LEIGH: Well, let’s see what the independent review comes back with – if the government is willing to go down that path. You've got a government at the moment which is very much in thrall to the far-right. You've got Bernardi and Christensen – ideological twins who are the government's equivalent of Schwarzenegger and DeVito – holding Malcom Turnbull hostage over a range of these policy issues. You've got Julie Bishop struggling to explain it, Eric Abetz calling for a ‘recalibration’ of the policy. It’s unclear whether the government can even get these changes through its own party-room. And that's why an independent inquiry would take some of the heat out and allow us to work in a constructive bipartisan fashion.
BENSON: But you know some of the proposals now. Is there merit in some of the proposals?
LEIGH: We'd like to have a look at the critique that's been made from a retrospective standpoint. We don't believe in retrospective legislation. That's why our superannuation proposals weren’t retrospective. The government, as you recall Marius, dumped these proposals on Australia in May and then a few days later rushed off to an election. That's no way to do careful economic reform. Particularly in a fragile economy where living standards have been falling over recent years. We do need to tackle the debt – that's absolutely true. There's been a significant debt blow-out since the Liberals came to office, and reigning in superannuation tax breaks is one way of dealing with that. We need to work our way through constructively and in a way that's not retrospective.
BENSON: But broadly – you just had a shot at Peter Costello – you think the changes which were introduced by the previous Coalition Government provided incentives for people to do things other than simply save for their retirement with superannuation tax shelters?
LEIGH: Both political parties now acknowledge that effectively. Both political parties are focused on how to reign in superannuation tax breaks. But we’re united on the Labor side. We have a firm view that we need to reign in some of the superannuation excesses, particularly at a time when inequality is so high. We can't afford to be cutting big cheques to people with multi-million dollar superannuation accounts. We need to make sure our tax system and our social safety net is as well-targeted as possible. Dealing with the superannuation excesses is part of that. They're growing fast, 38% of them now go to the top 10% of the population so we do need to do a better job of targeting those tax breaks.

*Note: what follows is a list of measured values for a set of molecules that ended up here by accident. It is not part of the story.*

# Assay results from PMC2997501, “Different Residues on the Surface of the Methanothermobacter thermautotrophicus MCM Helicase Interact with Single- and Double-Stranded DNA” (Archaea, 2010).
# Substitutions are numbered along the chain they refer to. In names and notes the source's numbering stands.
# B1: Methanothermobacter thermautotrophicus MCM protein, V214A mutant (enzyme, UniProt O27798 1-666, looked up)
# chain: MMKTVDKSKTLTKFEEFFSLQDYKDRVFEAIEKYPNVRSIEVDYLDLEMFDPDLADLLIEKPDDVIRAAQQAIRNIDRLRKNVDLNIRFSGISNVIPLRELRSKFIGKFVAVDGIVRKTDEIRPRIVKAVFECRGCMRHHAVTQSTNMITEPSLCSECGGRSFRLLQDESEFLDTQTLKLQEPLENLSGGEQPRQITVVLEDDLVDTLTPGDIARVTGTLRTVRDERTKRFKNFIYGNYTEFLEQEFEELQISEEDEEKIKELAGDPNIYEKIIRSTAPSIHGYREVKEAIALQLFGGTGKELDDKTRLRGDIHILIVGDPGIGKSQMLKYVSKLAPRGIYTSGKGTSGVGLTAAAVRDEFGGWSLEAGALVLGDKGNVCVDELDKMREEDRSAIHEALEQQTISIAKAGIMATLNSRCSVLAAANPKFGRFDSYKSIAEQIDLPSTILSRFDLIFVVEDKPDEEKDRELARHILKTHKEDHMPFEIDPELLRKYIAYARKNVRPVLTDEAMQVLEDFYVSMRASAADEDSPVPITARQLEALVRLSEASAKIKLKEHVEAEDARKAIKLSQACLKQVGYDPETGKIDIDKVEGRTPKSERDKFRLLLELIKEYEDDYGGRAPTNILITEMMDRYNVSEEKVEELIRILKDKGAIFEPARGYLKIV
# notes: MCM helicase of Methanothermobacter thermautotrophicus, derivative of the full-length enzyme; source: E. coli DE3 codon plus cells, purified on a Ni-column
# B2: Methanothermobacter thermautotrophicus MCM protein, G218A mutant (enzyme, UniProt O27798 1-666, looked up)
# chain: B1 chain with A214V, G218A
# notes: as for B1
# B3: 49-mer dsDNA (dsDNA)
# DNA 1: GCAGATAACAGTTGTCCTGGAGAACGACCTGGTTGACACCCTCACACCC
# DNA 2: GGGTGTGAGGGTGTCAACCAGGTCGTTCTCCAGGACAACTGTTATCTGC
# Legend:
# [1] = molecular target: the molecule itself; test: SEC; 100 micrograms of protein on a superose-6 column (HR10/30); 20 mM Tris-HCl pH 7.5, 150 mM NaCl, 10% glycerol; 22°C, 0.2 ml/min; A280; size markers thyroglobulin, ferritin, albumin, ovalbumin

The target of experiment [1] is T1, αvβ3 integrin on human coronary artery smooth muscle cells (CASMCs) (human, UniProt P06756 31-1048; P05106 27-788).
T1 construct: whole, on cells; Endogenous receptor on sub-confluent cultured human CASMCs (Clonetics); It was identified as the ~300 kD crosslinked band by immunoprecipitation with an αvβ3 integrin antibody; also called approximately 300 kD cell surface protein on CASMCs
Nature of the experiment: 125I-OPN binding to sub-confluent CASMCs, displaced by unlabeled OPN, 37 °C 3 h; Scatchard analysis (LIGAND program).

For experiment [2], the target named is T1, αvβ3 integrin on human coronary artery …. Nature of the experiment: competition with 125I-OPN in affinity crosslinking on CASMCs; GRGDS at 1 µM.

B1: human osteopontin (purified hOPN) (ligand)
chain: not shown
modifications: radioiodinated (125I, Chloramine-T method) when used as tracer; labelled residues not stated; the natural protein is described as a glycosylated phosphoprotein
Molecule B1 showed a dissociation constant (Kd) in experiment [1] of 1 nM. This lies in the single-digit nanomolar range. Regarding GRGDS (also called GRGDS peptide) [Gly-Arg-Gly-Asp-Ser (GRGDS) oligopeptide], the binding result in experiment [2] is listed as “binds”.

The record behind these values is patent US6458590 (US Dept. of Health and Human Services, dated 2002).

BENSON: Broadly, do you see in the new Senate – that's again a large crossbench and very unpredictable crossbench – do you see a greater prospect of Labor and the government getting together and agree to changes in the economic field – in the case of your shadow responsibilities – than has been seen in the past?
LEIGH: I'd like to hope so, Marius. I think Australians expect us to work together and that's the way in which we're going to be able to get the budget deficit under control and also deal with bigger challenges such as falling living standards and rising inequality. You'll be aware that Bill Shorten’s just written to Malcolm Turnbull, calling on him to join Labor in making a bipartisan submission to the independent Fair Work Commission, calling for penalty rates to be maintained. Penalty rates aren't just a way of protecting the weekend – they also top up the wages of those at the bottom of the income distribution. And if Malcolm Turnbull can come on board with that, we can start to work together on making sure that the people on the bottom end of the distribution don't see their wages falling further and further behind those at the top.
BENSON: Andrew Leigh, thank you very much.
LEIGH: Thank you, Marius.